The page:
Although access to quality teachers is one of the most important aspects of a quality education, explicit concern with teacher quality has been conspicuously absent from past litigation over the right to education. Instead, past litigation has focused almost exclusively on funding. Though that litigation has narrowed gross fundinggaps between schools in many states, it has not changed what matters most: access to quality teachers.
This Article proposes a break from the traditional approach to litigating the constitutional right to education. Rather than constitutionalizing adequate or equal funding, courts should constitutionalize quality teaching. The recent success of the constitutional challenge to tenure offers the first step in this direction. But the focus on teacher tenure alone is misplaced. Eliminating tenure, without addressing more important fundamental challenges for the teaching profession, may just make matters worse. Thus, this Article argues for a broader intervention strategy. When evaluating claims that students have been deprived of their constitutional right to education, courts should first ensure that states equally distribute existing quality teachers, regardless of the supply. Courts should then address state policies that affect the supply of teachers,which include far more than just salaries. When those remedies still prove insufficient to ensure access to quality teachers, courts must ensure that the removal of ineffective teachers is possible.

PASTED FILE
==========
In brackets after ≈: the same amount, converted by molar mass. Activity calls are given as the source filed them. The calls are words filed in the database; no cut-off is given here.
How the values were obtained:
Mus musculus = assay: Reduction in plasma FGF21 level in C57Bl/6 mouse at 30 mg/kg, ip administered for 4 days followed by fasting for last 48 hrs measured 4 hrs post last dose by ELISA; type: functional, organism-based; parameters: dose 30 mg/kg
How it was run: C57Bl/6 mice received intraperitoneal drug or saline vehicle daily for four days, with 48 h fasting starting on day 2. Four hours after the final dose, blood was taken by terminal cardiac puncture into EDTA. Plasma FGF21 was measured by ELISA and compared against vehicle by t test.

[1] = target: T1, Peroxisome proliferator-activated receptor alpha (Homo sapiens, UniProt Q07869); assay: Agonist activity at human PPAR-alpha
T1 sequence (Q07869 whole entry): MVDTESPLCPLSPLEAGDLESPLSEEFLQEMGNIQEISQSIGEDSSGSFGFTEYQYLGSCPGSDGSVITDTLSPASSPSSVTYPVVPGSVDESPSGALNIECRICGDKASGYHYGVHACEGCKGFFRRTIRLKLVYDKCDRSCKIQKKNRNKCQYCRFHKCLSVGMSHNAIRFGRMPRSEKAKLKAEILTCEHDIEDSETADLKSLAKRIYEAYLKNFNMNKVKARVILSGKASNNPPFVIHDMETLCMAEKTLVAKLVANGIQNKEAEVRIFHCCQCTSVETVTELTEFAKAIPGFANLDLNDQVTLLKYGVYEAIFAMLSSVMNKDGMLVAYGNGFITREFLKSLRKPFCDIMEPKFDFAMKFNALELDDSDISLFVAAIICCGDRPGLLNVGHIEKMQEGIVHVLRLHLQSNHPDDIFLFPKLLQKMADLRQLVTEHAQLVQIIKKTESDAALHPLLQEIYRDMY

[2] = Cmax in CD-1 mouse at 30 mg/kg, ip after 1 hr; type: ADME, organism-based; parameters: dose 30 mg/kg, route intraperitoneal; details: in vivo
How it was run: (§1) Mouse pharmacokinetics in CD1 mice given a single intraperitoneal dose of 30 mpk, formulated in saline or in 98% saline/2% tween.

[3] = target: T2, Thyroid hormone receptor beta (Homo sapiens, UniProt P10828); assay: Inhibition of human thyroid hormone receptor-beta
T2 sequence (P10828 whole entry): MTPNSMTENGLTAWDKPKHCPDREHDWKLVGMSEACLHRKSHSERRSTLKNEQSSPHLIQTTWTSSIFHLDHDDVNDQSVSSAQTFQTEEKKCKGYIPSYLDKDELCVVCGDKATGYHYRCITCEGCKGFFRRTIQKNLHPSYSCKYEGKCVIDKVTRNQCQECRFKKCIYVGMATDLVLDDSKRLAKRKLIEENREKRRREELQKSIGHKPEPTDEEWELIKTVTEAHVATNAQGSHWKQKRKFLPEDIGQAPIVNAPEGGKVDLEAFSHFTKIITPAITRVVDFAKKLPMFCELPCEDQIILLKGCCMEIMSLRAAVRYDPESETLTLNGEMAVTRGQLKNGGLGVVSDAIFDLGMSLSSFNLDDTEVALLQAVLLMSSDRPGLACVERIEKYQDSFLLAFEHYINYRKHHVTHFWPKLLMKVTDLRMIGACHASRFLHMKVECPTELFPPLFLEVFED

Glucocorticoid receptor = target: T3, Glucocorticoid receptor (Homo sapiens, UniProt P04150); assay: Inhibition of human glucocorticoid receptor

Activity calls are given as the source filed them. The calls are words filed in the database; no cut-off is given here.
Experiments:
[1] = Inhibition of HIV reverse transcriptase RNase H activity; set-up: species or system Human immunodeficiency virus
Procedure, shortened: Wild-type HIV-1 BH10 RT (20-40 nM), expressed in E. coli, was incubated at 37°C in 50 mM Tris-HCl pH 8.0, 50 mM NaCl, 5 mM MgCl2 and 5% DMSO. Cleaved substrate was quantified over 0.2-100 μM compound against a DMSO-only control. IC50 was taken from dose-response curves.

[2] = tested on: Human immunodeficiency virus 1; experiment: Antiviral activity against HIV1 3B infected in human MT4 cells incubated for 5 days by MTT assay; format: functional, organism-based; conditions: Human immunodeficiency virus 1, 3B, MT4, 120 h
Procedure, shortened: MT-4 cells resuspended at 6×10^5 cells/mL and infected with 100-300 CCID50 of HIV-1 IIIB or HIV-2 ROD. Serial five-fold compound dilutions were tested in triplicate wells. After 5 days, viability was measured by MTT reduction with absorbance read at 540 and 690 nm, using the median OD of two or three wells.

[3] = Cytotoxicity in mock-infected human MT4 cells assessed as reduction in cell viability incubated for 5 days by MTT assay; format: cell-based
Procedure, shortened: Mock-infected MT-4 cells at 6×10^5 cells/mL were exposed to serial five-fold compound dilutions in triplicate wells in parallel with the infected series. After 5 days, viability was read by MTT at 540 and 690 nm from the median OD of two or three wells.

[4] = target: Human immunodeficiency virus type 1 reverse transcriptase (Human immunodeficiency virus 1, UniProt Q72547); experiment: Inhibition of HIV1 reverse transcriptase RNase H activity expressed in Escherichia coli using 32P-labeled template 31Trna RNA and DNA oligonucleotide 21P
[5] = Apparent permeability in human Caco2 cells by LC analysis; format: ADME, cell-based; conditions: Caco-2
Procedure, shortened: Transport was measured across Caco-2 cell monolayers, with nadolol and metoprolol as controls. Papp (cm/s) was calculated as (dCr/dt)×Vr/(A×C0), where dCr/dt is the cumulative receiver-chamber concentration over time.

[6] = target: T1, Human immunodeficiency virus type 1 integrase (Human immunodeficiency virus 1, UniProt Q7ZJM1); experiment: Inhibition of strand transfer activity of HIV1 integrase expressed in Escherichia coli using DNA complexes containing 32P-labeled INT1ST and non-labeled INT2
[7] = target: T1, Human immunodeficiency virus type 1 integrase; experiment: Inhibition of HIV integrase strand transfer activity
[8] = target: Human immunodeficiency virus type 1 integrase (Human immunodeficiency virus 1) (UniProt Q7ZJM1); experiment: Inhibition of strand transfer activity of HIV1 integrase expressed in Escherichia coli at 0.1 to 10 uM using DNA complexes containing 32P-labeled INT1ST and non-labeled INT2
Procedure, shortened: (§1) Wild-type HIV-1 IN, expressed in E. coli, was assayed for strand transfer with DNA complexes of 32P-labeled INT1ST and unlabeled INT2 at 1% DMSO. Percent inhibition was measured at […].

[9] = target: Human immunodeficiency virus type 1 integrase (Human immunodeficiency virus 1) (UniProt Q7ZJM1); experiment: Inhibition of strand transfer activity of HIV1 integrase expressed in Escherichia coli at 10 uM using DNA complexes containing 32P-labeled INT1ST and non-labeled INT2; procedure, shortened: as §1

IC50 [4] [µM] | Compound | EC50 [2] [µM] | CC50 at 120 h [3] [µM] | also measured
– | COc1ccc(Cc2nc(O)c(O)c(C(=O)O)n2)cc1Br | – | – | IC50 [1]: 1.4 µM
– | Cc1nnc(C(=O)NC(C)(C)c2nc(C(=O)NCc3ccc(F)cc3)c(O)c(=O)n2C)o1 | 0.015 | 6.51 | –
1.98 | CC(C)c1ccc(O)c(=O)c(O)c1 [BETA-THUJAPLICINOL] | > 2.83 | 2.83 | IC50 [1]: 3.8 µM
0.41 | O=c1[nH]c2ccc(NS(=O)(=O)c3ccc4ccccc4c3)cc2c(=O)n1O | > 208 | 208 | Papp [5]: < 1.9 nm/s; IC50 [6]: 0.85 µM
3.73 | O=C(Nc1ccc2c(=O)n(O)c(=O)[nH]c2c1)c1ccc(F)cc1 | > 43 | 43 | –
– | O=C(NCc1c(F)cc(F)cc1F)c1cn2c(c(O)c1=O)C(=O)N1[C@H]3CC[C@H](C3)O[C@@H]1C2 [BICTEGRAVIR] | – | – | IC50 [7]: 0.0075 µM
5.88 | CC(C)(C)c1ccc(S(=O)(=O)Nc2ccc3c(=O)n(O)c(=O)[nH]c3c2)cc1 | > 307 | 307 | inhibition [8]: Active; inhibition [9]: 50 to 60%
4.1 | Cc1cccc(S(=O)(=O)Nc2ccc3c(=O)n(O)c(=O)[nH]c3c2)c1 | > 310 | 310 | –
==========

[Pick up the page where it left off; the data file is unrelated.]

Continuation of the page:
Derek W. Black, Taking Teacher Quality Seriously, 57 Wm. & Mary L. Rev. 1597 (2016)
Reposted with permission of the William & Mary Law Review